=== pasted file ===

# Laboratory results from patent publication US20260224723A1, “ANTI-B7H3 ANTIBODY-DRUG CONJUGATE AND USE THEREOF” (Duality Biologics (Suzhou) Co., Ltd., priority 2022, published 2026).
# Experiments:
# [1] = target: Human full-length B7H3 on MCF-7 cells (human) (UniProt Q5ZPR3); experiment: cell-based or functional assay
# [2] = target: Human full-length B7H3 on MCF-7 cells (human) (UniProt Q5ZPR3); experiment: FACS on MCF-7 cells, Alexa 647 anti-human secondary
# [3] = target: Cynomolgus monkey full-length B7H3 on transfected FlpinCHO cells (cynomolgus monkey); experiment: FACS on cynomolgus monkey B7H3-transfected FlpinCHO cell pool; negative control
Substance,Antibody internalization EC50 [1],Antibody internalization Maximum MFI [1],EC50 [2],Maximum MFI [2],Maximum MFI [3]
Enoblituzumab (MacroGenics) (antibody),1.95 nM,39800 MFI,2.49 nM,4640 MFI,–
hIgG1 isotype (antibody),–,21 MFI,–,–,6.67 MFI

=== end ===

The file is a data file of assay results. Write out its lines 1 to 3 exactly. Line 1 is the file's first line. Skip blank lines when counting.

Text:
# Laboratory results from patent publication US20260224723A1, “ANTI-B7H3 ANTIBODY-DRUG CONJUGATE AND USE THEREOF” (Duality Biologics (Suzhou) Co., Ltd., priority 2022, published 2026).
# Experiments:
# [1] = target: Human full-length B7H3 on MCF-7 cells (human) (UniProt Q5ZPR3); experiment: cell-based or functional assay